4 bears found dead along Tahoe roads | TahoeDailyTribune.com

4 bears found dead along Tahoe roads

Jeff Munson
Jim Grant / Tahoe Daily Tribune file / Bob Bettencourt, left, and Han Carpenter of the Nevada Department of Transportation install one of four bear-crossing signs near Spooner Summit.

In 10 days, four bears have been killed along South Shore roads, three of them near places where signs once stood that warned motorists to watch for the animals crossing streets.

Eleven bear signs were installed along highways 50, 89 and 28 since 2004, according to Caltrans, but bear advocates say only one of the signs remains after several were stolen in the past year.

While Caltrans officials say they are unaware of the missing signs, they say they will investigate the matter and may consider placing the 36-pound, bear-crossing message boards higher off the ground and on metal rather than wood poles.

The Nevada Department of Transportation, which faced a similar theft problem a few years ago, now has the signs attached to metal poles that sit several feet off the ground.

It is illegal to take signs off public highways, and can be an infraction, misdemeanor or felony, depending on the circumstances and damage, according to the California Highway Patrol. Caltrans, in most cases, will levy the fines.

Caltrans values the specially designed bear signs at about $500 each. While roadside theft does happen, some signs are more popular to thieves than others, said spokeswoman Jan Mendoza.

“Usually signs with pictures on them, whether they are fire trucks or animals” are the ones that are most often reported stolen, she said.

The thefts and the subsequent deaths of four bears in 10 days have bear advocates frustrated.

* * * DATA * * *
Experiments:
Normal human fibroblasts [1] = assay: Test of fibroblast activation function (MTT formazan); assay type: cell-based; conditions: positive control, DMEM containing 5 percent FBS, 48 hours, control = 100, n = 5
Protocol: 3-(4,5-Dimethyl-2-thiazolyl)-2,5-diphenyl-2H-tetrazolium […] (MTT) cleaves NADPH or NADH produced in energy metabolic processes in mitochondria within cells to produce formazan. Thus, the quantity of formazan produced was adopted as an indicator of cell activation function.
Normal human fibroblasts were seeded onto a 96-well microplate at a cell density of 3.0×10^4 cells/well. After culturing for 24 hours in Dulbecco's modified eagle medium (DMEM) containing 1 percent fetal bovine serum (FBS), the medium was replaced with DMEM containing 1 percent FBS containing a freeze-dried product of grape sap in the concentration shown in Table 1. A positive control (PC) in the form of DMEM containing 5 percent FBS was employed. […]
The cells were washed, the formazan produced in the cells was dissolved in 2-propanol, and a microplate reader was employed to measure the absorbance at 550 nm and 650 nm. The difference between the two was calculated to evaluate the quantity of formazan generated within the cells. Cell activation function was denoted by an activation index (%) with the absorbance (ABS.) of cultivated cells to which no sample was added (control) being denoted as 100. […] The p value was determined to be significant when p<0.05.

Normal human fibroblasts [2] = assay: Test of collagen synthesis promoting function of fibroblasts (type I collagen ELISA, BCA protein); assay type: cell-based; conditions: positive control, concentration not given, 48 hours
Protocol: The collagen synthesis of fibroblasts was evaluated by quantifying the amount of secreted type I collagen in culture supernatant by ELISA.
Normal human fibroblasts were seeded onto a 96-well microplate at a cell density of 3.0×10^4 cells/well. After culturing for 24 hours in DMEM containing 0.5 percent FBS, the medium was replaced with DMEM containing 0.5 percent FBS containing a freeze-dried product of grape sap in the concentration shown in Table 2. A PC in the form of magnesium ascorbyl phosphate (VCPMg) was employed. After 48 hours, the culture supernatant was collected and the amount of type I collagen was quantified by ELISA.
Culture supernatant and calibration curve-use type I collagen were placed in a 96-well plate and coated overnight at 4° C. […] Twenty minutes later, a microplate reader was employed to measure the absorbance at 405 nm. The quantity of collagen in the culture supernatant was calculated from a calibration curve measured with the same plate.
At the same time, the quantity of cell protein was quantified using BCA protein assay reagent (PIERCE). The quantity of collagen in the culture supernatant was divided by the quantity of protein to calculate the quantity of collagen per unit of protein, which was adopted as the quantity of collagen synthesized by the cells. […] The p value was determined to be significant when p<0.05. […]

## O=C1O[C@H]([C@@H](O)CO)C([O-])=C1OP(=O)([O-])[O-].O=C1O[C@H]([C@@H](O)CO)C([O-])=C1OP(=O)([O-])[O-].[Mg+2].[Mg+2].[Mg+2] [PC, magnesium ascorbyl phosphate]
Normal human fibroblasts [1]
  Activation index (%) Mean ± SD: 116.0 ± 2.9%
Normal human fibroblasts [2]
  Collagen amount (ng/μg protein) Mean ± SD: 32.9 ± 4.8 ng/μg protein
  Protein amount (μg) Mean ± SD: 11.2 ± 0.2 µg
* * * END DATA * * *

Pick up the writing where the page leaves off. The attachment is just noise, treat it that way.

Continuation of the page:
“The signs have been sawed off, hacked off and stolen,” said Anne Bryant, executive director of the BEAR League, a 900-member organization charged with protecting the animals by using nonlethal measures to keep them away from humans.

Three yearling bears and one 2 1/2-year-old female were killed within 10 days along highways 89 and 50 on the California side and one was found dead near Zephyr Cove on Highway 50. Bryant said bear signs at one time were posted near three of the fatality areas. She was unsure whether there was a sign posted on the Nevada side where one of the bears was struck and killed.

On the North Shore, two bears were killed by motorists in March and one in April, Bryant said. On the Nevada side of Lake Tahoe, three bears have been killed so far this year, including the one at Zephyr Cove, said Carl Lackey, wildlife biologist for the Nevada Division of Wildlife.

It isn’t that more bears are congregating along roadsides because they’re intrigued with traffic patterns, Lackey explained. Bears will stroll along roads looking for food supplies in areas where there are a lot of people. And where there are a lot of people, there is generally a lot of traffic, he said.

In the meantime, Bryant suggests motorists should be on the lookout for bears.

“If people would go a little slower on the road, maybe they would see them,” Bryant said. “The one hit Monday was hit straight on. You can tell that she looked directly at the car before being hit.”


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